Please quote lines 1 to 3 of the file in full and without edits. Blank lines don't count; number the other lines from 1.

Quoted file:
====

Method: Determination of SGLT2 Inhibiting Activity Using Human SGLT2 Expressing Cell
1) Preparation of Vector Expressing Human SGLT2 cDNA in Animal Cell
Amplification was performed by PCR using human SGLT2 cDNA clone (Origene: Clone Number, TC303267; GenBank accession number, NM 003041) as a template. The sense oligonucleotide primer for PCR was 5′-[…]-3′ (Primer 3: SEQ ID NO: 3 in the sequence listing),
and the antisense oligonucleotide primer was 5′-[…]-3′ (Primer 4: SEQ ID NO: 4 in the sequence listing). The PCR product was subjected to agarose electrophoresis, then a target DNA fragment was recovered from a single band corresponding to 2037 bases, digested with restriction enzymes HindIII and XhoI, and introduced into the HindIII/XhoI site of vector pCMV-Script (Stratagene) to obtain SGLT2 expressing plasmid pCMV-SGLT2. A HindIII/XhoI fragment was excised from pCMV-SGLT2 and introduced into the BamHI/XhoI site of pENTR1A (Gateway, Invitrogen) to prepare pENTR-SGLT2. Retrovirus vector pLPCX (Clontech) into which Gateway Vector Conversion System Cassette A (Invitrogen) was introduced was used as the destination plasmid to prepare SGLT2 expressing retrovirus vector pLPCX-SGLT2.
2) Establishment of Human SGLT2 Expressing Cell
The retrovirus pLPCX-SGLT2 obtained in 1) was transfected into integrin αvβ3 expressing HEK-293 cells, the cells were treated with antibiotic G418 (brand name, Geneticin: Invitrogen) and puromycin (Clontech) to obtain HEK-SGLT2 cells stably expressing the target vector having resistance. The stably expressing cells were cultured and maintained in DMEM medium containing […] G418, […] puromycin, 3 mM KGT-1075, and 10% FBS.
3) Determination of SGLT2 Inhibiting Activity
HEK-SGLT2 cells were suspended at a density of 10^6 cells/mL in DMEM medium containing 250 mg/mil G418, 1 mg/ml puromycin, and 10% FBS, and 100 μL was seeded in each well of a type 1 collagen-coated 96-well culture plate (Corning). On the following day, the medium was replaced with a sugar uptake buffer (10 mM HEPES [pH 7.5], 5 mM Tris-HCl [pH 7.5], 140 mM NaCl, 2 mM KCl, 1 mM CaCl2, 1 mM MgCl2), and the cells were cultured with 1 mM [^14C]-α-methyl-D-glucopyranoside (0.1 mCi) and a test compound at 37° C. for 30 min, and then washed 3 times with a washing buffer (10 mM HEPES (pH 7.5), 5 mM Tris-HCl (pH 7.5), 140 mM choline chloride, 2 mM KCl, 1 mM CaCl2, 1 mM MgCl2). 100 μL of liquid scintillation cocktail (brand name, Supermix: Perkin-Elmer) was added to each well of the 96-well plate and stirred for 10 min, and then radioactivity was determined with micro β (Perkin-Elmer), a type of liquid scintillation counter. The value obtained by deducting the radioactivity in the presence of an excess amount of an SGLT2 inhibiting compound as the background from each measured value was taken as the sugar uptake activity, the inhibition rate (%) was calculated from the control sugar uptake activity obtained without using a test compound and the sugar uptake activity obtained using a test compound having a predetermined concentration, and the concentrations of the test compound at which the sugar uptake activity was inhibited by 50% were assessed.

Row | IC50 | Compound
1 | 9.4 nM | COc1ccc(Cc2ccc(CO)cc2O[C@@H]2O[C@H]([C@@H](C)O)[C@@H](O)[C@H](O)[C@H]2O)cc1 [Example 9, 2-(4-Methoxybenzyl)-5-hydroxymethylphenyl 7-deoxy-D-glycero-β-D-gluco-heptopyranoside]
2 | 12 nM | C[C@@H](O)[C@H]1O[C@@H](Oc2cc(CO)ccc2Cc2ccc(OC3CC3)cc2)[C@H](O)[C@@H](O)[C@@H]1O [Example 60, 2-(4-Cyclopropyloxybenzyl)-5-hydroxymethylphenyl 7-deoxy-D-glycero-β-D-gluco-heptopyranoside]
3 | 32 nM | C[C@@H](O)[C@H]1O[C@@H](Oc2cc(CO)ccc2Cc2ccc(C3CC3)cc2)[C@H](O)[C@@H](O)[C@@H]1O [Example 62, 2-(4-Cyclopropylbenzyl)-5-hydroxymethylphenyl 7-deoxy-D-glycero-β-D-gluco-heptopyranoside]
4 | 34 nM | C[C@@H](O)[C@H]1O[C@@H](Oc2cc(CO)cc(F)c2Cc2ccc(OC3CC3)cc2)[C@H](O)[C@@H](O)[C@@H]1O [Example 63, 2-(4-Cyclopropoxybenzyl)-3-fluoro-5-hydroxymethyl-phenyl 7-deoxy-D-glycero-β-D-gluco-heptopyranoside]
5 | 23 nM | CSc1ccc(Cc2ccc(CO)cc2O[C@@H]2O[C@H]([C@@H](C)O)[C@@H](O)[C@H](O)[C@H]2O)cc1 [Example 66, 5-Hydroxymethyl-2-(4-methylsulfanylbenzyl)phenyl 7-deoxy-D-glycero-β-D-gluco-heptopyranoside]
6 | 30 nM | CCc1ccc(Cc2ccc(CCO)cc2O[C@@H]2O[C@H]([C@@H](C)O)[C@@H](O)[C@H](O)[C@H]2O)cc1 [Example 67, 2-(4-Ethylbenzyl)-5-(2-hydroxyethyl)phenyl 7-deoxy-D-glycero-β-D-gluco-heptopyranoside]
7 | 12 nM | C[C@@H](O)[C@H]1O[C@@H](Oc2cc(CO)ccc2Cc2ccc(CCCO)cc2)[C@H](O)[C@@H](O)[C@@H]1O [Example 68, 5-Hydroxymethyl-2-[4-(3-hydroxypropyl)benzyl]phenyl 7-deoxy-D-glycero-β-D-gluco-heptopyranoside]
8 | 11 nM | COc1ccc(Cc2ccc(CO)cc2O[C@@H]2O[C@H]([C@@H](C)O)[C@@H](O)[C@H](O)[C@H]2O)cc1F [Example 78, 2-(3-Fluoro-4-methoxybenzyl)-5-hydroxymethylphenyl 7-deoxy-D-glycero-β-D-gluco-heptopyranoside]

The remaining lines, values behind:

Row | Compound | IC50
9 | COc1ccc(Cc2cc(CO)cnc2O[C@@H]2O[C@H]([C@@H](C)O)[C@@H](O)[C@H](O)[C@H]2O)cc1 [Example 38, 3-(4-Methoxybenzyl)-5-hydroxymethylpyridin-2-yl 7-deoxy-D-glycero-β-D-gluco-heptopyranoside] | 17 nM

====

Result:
Method: Determination of SGLT2 Inhibiting Activity Using Human SGLT2 Expressing Cell
1) Preparation of Vector Expressing Human SGLT2 cDNA in Animal Cell
Amplification was performed by PCR using human SGLT2 cDNA clone (Origene: Clone Number, TC303267; GenBank accession number, NM 003041) as a template. The sense oligonucleotide primer for PCR was 5′-[…]-3′ (Primer 3: SEQ ID NO: 3 in the sequence listing),